856 keeps a low profile
The 856 keeps a low profile for concealed carry. [Photo: Travis Pike]
Your skill limits are the easiest thing to change, but it takes time, a range, and lots of practice. I think a good shooter can easily learn to engage an IPSC, USPSA, or similar-sized target at 50 yards with decent accuracy. A week of good practice can make this a viable skill. Make sure you utilize lots of dry fire, reduced-sized targets, and some live fire every so often. 

Legal Limits 

There does seem to be a ton of misinformation regarding the legal limits on the range at which you can engage a threat. I am not a lawyer, and this is not legal advice, but I’ve never seen a law written with any regard to engaging a threat at specific ranges. Ultimately, most self-defense laws justify the use of deadly force if you reasonably believe that your life or the life of others is in danger. 

The forum lawyer telling you if you shoot a guy beyond 21 feet, you’ll be thrown in prison is selling you a load of bull. An active shooter at 50 yards is still a threat to your lives and the lives of others, so the range doesn’t really matter. It’s about the threat’s ability to harm you or others. 

How To Shoot Further 

I’ve gotten to the point where I can shoot pretty decently at longer ranges. I’m no pro, but I have learned a few things that I can pass on. I’m currently at the level where I can consistently and somewhat easily engage an IPSC-sized target at 50 yards with my P365. With my XFive P320, I’m capable of hitting targets as far as 100 yards. However, I’m only consistently able to hit a target at 75 yards. 

The biggest thing that helped me was learning to keep a solid, consistent grip on the gun. You’ll quickly learn that how you pull the trigger isn’t nearly as important as you thought. Your grip on the gun matters more than what your trigger finger is doing. Don’t just take my advice. John Shrek McPhee, a Delta Force member, says the same thing. Rob Leatham seems to slap the hell out of his trigger, and his shots land.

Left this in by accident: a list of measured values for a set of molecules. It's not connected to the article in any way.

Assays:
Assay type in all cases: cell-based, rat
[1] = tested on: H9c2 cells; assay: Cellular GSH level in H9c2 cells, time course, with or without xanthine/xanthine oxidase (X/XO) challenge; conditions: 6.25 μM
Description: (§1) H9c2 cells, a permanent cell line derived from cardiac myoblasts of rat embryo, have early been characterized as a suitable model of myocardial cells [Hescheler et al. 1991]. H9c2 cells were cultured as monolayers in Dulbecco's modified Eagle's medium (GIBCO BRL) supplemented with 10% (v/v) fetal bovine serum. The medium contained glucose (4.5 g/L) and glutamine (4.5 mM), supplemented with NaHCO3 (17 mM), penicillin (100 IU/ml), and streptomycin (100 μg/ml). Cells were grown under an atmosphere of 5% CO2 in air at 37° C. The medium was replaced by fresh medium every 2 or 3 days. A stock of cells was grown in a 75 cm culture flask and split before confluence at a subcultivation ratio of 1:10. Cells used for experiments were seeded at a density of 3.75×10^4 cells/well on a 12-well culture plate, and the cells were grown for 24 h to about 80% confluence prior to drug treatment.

Outside of that, you’ll need to focus on finding a good stance, one that’s supportive and allows you to maintain stability with your firearm. A good sight picture matters, and admittedly, your sights will often cover your target. 

Outside of Skill 

With that in mind, some factors can increase your capabilities outside of skill. Namely, a red dot. A red dot on your handgun makes it much easier to shoot at longer ranges. Red dots cover less of the target, and you aren’t relying upon your ability to line up your sights to take the shot. Additionally, bigger guns are easier to shoot than smaller guns. The bigger grip is easier to grab, and more weight equals less recoil. 

nighthawk 1911
Nighthawk’s Richard Heine Long Slide 1911 is chambered in 10mm. [Photo: Nighthawk Custom]
Additionally, some calibers just work better at longer ranges than others. Flat shooting calibers like 10mm are great for longer ranges. The usual suspects, like the .357 Magnum, do well, and even oddballs like 5.7×28 do well at longer ranges. However, swapping calibers just on the off chance that you’ll need to take a longer shot doesn’t seem practical. 

The effective range of your defensive handgun is tied to many factors. Skill is one of the biggest factors, and luckily, it’s the easiest to build. Do you need that skill? I hope not, but it could be a very valuable one to have.

Travis Pike is a former Marine Machine Gunner and a lifelong firearms enthusiast. Now that his days of working a 240B like Charlie Parker on the sax are over he's a regular guy who likes to shoot, write, and find ways to combine the two. He holds an NRA certification as a Basic Pistol Instructor and is probably most likely the world's Okayest firearm instructor. He is a simplicisist when it comes to talking about himself in the 3rd person and a self-professed tactical hipster. Hit him up on Instagram, @travis.l.pike, with story ideas.